Demographically and economically, Africa is back

Now, as the 21st century begins, Africa is in the spotlight of history once more. Demographically, with more than 1 billion inhabitants and about 18% of the world’s population, Africa has regained the place it occupied at the beginning of the 16th century. Back then, the 100 million people living in Africa represented 20% of the world’s population. By the mid-19th century, after more than 200 years of slavery, only 95 million people (9% of the global population) remained on the continent, while the rest of the world was undergoing massive demographic growth.

As for the economy, sub-Saharan countries have all been enjoying growth of 5% to 6% on average for the last 10 years. And as all the BRICS countriesChina excepted — see their economic growth slow down dramatically, it seems only natural to turn to the continent that possesses unique energetic and mineral resources both in quantity and quality.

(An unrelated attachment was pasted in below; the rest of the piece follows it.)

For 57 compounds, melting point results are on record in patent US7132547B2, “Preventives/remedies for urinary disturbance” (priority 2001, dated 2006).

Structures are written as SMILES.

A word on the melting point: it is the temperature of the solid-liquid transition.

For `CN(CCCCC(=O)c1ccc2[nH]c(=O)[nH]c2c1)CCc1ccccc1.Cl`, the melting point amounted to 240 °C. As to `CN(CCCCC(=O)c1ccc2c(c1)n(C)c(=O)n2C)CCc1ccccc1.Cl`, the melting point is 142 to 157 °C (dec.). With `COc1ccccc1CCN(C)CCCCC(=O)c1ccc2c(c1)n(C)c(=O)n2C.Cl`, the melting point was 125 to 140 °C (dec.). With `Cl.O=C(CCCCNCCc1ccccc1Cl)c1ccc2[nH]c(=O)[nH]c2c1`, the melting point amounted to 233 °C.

And yet, this ray of hope is probably not enough to make Africa the equivalent of what Asia was 20 or 30 years ago. That’s because of both cultural and political reasons — if not psychological.

What happened in Asia was the historical continuity of great empires, China being the most spectacular example. In addition, there is a long history of rivalry between Asian powers, and this has been a decisive factor in the continent’s success and economic development. This healthy competition/emulation between Japan, China and South Korea — which Western Europe certainly lacked after World War II — has no equivalent in Africa. Nigeria is not the equivalent of China, and post-Mandela South Africa is a disappointment.